Empathy involves the ability to understand or feel what another person is experiencing from within that person’s own frame of reference; in other words, you are not considering their viewpoints from your own perspective, but seeing a situation from another’s position. The term is most often used to refer to the capacity or ability to imagine yourself in the situation of another, experiencing the emotions, ideas, or opinions of that person.

The establishment and maintenance of empathy is an important ingredient in having a good rapport with another person, helping others – and understanding how people think the ways that they do. It also helps to bring trust into the relationship.

In contrast, sympathy is used to convey commiseration, pity, or feelings of sorrow for someone else who is experiencing some sort of misfortune. Feeling sorry for a person generates feelings of pity, which is not helpful in situations where people are in pain. Sympathy is appropriate in extreme situations, such as bereavement or other traumas. However, for more chronic feelings of distress, being pitied is not what is best.

Empathy provides a bridge that connects two people together and creates a space for more genuine healing, understanding and compassion. By working on our empathy, it allows us to hear another’s point of view and spring us forward into automatically becoming more helpful.

Here are some tips for using empathy helpfully:

  1. Place aside your own point of view; see situations from the other person’s perspective

In doing this, it soon becomes clear that people are usually not being hateful, unreasonable, mean-spirited – or plain wrong.  They are probably just reacting to the situation with the experiences they have, just as you do.

  1. Respond to the other person’s point of view

Once you can see why the other person believes what he or she does, then you can acknowledge this. You do not need to agree with what has been said. Just accept that people have different opinions from your own, and that they may have understandable reasons for their views.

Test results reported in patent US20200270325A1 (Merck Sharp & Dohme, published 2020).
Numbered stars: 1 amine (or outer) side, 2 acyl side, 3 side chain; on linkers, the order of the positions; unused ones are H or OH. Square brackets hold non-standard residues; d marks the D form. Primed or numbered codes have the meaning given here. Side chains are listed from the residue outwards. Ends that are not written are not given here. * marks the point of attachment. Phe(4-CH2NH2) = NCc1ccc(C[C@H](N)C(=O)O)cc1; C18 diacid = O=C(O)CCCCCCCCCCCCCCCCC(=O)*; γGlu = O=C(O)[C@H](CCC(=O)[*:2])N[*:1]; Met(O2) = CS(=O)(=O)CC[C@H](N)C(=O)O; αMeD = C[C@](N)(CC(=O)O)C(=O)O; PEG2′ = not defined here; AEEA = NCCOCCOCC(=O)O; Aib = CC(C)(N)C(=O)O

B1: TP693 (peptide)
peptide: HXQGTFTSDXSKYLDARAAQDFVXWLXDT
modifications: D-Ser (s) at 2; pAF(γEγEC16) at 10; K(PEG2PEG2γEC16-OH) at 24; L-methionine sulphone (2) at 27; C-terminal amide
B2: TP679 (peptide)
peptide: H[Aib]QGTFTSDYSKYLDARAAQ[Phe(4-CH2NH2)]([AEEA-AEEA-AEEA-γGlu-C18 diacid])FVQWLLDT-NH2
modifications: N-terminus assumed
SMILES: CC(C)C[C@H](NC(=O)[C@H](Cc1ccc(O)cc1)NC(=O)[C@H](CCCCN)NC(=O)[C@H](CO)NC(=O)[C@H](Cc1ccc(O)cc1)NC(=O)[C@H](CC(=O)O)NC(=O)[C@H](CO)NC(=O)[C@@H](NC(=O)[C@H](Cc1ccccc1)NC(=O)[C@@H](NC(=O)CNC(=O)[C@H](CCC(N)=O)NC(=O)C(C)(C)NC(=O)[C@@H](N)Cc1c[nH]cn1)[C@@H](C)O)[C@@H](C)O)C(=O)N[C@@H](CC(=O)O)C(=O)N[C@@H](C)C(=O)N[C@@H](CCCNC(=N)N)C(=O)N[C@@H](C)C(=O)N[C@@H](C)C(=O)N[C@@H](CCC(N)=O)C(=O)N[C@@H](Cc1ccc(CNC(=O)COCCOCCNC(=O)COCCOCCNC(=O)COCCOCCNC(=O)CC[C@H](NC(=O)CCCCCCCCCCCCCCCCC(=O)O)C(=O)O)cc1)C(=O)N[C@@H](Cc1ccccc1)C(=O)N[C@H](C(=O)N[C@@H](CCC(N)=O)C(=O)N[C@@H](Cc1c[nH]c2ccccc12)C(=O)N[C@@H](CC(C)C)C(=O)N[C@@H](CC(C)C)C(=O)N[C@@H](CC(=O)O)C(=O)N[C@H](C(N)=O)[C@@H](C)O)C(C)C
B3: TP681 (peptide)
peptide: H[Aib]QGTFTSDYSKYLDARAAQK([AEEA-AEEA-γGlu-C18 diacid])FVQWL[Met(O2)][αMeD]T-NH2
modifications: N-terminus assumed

1. Actively listen

Pay attention to the entire message that the other person is trying to communicate.

    • Consider carefully what is being said, and the tone of expression.
    • Be aware of non-verbal communication – what is the person is indicating, non-verbally, while speaking.
    • Feelings expressed
    • Show that you are concentrating well by attending to your own body language, showing that you are fully present in this exchange. Facing the person, with occasional minimal responses, and the maintenance of soft eye contact, where culturally appropriate, sends important messages.
  1. Explore your own views.

Ask yourself if you are more motivated to win, get your own way, or be right. In contrast, you may want to find a solution, build relationships, and accept others’ attitudes. Empathy requires an open mind.

  1. Enable the examination of options

When you have shown that you have truly listened to the person, you may ask him or her to consider what options lie ahead.  It is important that the person takes ownership of the decisions made. This is empowering and promotes self-reliance. Passively taking your advice would be disempowering and reinforce inadequacy and reliance on other people.

Practising these skills on a daily basis brings huge benefits. Surprisingly, we often do not actively listen to our family and friends – often, because we are busy doing lots of things at once rather than communicating in a focused way. It is a great skill to be open to seeing the world from perspectives other than your own – and this skill can be used habitually for its best effects. When you validate and show appreciation of others’ viewpoints, they will probably want to understand you – and this is how you can start to build cooperation and mutual friendship and understanding. The development of empathy is one of the skills useful for people in helping or supporting roles. The Academy for Distances Learning provides a number of courses associated with Counselling Skills and Psychology.

By Iona Lister